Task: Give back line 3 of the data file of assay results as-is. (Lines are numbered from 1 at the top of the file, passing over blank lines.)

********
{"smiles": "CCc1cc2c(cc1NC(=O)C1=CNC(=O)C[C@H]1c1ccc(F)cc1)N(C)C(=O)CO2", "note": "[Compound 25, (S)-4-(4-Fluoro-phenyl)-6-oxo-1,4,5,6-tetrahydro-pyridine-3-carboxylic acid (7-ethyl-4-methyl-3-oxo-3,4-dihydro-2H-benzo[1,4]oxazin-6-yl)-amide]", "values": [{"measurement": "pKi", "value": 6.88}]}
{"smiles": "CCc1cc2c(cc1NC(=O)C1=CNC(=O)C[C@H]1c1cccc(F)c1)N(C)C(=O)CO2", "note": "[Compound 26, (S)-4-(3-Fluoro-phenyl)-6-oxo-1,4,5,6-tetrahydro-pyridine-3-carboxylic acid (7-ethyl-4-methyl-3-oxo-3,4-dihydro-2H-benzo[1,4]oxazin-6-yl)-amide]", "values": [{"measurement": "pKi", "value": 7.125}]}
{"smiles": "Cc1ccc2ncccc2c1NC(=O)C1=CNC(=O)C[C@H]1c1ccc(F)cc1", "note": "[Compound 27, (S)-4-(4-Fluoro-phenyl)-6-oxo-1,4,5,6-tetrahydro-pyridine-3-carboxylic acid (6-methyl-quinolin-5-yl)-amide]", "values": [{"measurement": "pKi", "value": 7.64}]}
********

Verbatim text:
{"smiles": "Cc1ccc2ncccc2c1NC(=O)C1=CNC(=O)C[C@H]1c1ccc(F)cc1", "note": "[Compound 27, (S)-4-(4-Fluoro-phenyl)-6-oxo-1,4,5,6-tetrahydro-pyridine-3-carboxylic acid (6-methyl-quinolin-5-yl)-amide]", "values": [{"measurement": "pKi", "value": 7.64}]}